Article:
June 27, 2021
As you can probably tell from this website and blog, I am a big proponent of science communication. I believe communicating science to the general public is just as important as publishing it in a peer-reviewed scientific journal or presenting at a scientific conference. Informing the public about important issues and new discoveries can influence how the public votes, what is discussed at town hall or community meetings, and government decisions related to funding and policies. Science communicator Jayde Lovett emphasizes the importance of science communication by giving examples of scientific communications breakthroughs and failures in this short video.
ESRI StoryMaps are a great science communication tool. You can share not only data, but also photos, videos, audio, and maps to tell a story about your research. StoryMaps do not require any prior knowledge or skills in GIS; a customizable template makes it easy for users to start creating. And, once you make an account, StoryMaps can be made for free! ESRI has some great resources to create a compelling StoryMap. Scientists at NOAA National Centers for Environmental Information (NCEI) have found that StoryMaps are the best methods to communicate their data and data products; they list a few tips for StoryMap success.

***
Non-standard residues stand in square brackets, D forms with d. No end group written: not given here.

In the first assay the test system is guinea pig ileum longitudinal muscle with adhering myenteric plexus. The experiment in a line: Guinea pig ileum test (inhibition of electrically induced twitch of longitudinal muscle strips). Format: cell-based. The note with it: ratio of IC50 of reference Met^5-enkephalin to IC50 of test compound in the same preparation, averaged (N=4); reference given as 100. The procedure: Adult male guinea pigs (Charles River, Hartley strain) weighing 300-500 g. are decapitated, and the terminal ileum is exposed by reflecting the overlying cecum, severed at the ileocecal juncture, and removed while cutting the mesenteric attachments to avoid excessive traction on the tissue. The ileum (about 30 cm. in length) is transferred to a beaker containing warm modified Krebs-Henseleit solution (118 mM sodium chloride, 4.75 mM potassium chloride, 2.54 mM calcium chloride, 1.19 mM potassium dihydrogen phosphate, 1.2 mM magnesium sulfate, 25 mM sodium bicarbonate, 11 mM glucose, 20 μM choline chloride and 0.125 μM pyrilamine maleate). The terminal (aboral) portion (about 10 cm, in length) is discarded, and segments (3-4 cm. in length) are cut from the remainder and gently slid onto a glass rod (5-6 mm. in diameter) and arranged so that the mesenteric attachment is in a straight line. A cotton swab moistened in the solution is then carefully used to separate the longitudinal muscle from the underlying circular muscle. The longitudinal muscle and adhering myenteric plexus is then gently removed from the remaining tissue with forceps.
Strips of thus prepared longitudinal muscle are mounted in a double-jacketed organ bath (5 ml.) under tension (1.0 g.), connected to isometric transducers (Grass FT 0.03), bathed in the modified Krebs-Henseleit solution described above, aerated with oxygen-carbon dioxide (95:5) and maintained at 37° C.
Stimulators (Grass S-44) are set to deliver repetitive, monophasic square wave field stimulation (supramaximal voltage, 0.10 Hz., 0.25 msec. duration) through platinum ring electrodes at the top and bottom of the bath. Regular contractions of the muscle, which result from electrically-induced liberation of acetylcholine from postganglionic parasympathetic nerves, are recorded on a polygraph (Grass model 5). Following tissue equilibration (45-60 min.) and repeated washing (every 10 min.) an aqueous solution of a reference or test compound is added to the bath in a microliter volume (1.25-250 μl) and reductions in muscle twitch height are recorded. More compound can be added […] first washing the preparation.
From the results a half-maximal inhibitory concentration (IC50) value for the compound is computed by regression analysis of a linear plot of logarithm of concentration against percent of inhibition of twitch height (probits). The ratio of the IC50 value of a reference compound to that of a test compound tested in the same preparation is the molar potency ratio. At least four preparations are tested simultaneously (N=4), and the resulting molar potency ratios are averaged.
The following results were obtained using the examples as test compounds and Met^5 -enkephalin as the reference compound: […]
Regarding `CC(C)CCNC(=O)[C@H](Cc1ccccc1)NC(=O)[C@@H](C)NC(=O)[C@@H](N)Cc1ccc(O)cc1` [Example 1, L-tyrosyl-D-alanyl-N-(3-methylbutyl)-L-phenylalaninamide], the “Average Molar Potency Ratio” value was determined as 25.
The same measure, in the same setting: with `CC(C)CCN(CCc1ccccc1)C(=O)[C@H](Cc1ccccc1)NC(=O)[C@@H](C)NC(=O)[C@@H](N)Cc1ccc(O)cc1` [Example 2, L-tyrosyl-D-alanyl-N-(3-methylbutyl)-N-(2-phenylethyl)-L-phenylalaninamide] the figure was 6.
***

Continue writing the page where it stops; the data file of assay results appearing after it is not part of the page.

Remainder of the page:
An additional tip that I learned from taking a graduate course taught by science communicators at UMCES Integration and Application Network (IAN) is to use short and active titles. An active title summarizes the key message and can take the form as a statement or a question. Ideally, it should make someone more interested to read the rest of the writing. So, instead of organizing a StoryMap of your research like a paper (“Introduction”, “Methods”, “Results”, “Discussion”, etc), consider using active titles to explain the main takeaways.
I recently published my first PhD dissertation chapter on how drones can be used to monitor water quality. I made a complementary StoryMap to tell my science story including background of aquatic remote sensing, the significance of using drones in water quality monitoring, and a synopsis of the methods and results of my study with a link to the open access article for more specific details. Major thanks to UMCES IAN Science Communicator Kelly Dobroski for help with figures, formulating my active titles, and overall design of my StoryMap.